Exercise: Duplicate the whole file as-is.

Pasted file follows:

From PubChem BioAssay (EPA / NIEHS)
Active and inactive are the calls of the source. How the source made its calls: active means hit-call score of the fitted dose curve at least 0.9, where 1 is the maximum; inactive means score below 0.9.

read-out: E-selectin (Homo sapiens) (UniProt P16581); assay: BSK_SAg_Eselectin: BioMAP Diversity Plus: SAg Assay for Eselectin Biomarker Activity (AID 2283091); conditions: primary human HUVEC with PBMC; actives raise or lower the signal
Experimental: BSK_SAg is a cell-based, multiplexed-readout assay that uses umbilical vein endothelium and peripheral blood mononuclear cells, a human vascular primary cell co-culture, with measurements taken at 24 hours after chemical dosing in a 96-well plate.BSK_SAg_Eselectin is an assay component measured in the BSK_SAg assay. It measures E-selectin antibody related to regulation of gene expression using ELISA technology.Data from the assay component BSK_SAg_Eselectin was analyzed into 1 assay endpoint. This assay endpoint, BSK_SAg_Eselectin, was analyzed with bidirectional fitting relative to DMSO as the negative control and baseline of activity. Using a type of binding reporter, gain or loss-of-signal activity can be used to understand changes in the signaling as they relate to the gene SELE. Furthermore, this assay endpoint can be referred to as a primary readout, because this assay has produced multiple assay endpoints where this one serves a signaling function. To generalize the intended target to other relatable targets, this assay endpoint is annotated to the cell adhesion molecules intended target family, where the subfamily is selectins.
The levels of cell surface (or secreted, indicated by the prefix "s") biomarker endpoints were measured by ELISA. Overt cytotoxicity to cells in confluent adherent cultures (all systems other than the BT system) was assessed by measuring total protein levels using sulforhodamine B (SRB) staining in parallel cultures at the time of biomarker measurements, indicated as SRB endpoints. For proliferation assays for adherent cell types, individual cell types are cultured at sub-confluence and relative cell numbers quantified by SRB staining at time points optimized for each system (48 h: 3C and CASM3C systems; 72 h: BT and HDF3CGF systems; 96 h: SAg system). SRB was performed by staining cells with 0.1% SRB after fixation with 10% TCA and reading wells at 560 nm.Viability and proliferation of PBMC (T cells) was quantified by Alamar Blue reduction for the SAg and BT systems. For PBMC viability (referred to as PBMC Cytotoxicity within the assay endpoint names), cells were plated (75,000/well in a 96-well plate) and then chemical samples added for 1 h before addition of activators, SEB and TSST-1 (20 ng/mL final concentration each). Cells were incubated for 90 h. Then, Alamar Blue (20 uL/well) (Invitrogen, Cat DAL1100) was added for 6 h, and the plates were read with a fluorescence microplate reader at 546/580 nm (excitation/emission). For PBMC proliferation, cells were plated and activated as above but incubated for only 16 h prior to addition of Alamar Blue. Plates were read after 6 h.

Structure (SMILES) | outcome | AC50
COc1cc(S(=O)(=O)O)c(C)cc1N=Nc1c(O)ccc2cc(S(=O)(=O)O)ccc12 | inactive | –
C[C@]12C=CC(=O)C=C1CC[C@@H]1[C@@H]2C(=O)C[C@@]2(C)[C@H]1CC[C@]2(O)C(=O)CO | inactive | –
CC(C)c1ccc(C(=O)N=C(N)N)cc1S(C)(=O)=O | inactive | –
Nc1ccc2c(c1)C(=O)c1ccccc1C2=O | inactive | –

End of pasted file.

From PubChem BioAssay (EPA / NIEHS)
Active and inactive are the calls of the source. How the source made its calls: active means hit-call score of the fitted dose curve at least 0.9, where 1 is the maximum; inactive means score below 0.9.

read-out: E-selectin (Homo sapiens) (UniProt P16581); assay: BSK_SAg_Eselectin: BioMAP Diversity Plus: SAg Assay for Eselectin Biomarker Activity (AID 2283091); conditions: primary human HUVEC with PBMC; actives raise or lower the signal
Experimental: BSK_SAg is a cell-based, multiplexed-readout assay that uses umbilical vein endothelium and peripheral blood mononuclear cells, a human vascular primary cell co-culture, with measurements taken at 24 hours after chemical dosing in a 96-well plate.BSK_SAg_Eselectin is an assay component measured in the BSK_SAg assay. It measures E-selectin antibody related to regulation of gene expression using ELISA technology.Data from the assay component BSK_SAg_Eselectin was analyzed into 1 assay endpoint. This assay endpoint, BSK_SAg_Eselectin, was analyzed with bidirectional fitting relative to DMSO as the negative control and baseline of activity. Using a type of binding reporter, gain or loss-of-signal activity can be used to understand changes in the signaling as they relate to the gene SELE. Furthermore, this assay endpoint can be referred to as a primary readout, because this assay has produced multiple assay endpoints where this one serves a signaling function. To generalize the intended target to other relatable targets, this assay endpoint is annotated to the cell adhesion molecules intended target family, where the subfamily is selectins.
The levels of cell surface (or secreted, indicated by the prefix "s") biomarker endpoints were measured by ELISA. Overt cytotoxicity to cells in confluent adherent cultures (all systems other than the BT system) was assessed by measuring total protein levels using sulforhodamine B (SRB) staining in parallel cultures at the time of biomarker measurements, indicated as SRB endpoints. For proliferation assays for adherent cell types, individual cell types are cultured at sub-confluence and relative cell numbers quantified by SRB staining at time points optimized for each system (48 h: 3C and CASM3C systems; 72 h: BT and HDF3CGF systems; 96 h: SAg system). SRB was performed by staining cells with 0.1% SRB after fixation with 10% TCA and reading wells at 560 nm.Viability and proliferation of PBMC (T cells) was quantified by Alamar Blue reduction for the SAg and BT systems. For PBMC viability (referred to as PBMC Cytotoxicity within the assay endpoint names), cells were plated (75,000/well in a 96-well plate) and then chemical samples added for 1 h before addition of activators, SEB and TSST-1 (20 ng/mL final concentration each). Cells were incubated for 90 h. Then, Alamar Blue (20 uL/well) (Invitrogen, Cat DAL1100) was added for 6 h, and the plates were read with a fluorescence microplate reader at 546/580 nm (excitation/emission). For PBMC proliferation, cells were plated and activated as above but incubated for only 16 h prior to addition of Alamar Blue. Plates were read after 6 h.

Structure (SMILES) | outcome | AC50
COc1cc(S(=O)(=O)O)c(C)cc1N=Nc1c(O)ccc2cc(S(=O)(=O)O)ccc12 | inactive | –
C[C@]12C=CC(=O)C=C1CC[C@@H]1[C@@H]2C(=O)C[C@@]2(C)[C@H]1CC[C@]2(O)C(=O)CO | inactive | –
CC(C)c1ccc(C(=O)N=C(N)N)cc1S(C)(=O)=O | inactive | –
Nc1ccc2c(c1)C(=O)c1ccccc1C2=O | inactive | –